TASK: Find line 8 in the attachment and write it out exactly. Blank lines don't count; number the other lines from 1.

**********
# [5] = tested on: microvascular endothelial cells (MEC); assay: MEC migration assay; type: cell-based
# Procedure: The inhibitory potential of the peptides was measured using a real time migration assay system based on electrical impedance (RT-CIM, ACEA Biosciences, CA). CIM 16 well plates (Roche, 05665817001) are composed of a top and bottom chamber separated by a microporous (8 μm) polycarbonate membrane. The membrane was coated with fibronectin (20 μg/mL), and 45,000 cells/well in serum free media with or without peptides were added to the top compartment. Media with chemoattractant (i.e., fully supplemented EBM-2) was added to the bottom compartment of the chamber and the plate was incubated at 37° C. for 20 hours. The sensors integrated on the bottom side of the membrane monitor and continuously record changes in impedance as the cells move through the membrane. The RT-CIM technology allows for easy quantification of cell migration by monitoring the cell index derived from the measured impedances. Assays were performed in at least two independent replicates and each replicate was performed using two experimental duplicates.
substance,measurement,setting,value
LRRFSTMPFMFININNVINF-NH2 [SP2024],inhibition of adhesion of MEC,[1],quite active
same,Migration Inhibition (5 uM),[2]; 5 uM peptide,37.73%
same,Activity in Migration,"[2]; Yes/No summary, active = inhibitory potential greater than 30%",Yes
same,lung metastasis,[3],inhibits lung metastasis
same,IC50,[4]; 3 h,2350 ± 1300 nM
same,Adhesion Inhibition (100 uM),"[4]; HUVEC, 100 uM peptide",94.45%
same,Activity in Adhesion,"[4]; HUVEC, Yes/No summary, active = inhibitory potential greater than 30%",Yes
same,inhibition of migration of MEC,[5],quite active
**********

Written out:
same,IC50,[4]; 3 h,2350 ± 1300 nM